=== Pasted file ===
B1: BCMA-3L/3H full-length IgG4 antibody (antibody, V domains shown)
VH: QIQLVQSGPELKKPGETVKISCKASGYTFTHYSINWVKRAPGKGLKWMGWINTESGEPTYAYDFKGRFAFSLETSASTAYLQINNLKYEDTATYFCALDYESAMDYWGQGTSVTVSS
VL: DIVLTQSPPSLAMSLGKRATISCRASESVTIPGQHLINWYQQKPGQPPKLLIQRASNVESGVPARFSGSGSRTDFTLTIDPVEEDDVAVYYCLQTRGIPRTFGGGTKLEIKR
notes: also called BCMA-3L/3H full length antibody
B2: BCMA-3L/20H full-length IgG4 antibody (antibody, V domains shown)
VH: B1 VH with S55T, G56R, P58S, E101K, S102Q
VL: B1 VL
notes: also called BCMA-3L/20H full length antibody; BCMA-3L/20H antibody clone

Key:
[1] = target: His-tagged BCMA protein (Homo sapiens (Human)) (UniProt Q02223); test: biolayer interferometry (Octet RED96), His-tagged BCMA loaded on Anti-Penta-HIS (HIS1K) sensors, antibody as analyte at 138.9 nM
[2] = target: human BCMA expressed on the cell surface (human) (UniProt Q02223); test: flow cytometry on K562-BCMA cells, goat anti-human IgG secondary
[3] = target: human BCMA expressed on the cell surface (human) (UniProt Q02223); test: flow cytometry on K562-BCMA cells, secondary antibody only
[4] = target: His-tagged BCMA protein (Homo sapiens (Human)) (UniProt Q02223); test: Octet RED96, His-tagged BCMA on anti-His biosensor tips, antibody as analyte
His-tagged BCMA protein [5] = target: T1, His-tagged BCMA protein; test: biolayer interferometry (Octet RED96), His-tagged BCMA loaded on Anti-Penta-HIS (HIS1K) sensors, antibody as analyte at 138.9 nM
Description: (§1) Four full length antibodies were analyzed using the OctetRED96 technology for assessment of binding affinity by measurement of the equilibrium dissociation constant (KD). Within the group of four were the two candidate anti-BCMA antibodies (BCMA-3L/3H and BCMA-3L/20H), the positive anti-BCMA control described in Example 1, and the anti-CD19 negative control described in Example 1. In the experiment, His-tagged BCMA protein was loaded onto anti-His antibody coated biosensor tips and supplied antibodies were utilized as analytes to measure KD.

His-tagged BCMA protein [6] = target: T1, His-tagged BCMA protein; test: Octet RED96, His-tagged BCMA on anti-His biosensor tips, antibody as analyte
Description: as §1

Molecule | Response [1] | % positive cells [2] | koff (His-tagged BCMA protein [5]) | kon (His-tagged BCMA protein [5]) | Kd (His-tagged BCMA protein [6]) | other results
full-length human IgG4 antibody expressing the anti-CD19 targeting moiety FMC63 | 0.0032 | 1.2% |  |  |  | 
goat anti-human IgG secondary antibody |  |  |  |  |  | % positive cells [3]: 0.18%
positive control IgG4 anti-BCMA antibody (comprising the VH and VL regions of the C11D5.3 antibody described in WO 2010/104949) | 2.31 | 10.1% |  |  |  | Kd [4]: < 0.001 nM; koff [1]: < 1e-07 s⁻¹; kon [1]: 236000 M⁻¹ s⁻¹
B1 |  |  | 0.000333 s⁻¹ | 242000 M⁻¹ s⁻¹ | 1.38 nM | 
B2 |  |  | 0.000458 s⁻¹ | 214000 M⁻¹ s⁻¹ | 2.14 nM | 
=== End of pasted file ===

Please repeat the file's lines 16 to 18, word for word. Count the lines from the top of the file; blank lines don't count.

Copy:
His-tagged BCMA protein [6] = target: T1, His-tagged BCMA protein; test: Octet RED96, His-tagged BCMA on anti-His biosensor tips, antibody as analyte
Description: as §1

Molecule | Response [1] | % positive cells [2] | koff (His-tagged BCMA protein [5]) | kon (His-tagged BCMA protein [5]) | Kd (His-tagged BCMA protein [6]) | other results